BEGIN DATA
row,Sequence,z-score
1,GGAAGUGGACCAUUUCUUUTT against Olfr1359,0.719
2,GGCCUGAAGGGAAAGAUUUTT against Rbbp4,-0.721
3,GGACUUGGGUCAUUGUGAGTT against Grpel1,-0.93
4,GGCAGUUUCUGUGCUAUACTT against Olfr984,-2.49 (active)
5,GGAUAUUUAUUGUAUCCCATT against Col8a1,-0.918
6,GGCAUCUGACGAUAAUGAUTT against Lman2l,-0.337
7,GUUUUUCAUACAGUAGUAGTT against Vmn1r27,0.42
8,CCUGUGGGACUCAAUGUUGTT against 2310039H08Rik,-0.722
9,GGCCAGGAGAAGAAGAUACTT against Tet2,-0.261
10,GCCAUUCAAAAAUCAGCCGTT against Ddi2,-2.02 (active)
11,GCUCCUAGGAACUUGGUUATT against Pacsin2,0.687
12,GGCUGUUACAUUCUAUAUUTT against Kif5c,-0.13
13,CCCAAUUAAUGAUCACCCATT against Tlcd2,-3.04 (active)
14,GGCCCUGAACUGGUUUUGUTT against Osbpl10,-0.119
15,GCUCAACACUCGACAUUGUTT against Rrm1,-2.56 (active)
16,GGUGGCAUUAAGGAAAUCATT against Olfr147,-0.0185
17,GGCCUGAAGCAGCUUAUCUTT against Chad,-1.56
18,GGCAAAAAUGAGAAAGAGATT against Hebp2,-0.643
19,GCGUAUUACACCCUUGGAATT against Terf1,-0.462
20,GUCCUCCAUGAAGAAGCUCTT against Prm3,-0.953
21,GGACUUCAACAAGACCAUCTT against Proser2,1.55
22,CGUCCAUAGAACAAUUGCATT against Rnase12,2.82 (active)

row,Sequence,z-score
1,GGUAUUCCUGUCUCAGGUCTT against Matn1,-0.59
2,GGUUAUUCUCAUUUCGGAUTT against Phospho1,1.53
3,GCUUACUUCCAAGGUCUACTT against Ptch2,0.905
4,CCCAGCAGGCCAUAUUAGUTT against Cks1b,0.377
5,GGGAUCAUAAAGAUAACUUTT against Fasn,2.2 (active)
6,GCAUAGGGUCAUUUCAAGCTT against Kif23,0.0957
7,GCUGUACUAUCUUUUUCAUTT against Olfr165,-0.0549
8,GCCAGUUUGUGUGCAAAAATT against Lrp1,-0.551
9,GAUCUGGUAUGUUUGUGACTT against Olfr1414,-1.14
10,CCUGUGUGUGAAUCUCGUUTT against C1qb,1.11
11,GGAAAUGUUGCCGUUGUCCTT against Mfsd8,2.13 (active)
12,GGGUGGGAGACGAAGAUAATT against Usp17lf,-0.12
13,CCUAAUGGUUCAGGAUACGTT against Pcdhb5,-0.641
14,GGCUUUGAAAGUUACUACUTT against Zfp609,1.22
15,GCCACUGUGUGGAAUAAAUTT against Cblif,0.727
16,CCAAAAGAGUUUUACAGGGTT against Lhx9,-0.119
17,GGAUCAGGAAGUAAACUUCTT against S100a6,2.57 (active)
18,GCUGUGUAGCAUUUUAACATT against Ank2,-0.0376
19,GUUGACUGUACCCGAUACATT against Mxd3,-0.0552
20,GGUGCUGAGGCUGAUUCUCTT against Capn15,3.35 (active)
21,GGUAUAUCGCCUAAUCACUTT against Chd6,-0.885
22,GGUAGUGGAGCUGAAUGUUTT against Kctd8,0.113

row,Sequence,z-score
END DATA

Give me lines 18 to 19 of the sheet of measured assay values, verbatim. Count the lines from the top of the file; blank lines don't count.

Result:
17,GGCCUGAAGCAGCUUAUCUTT against Chad,-1.56
18,GGCAAAAAUGAGAAAGAGATT against Hebp2,-0.643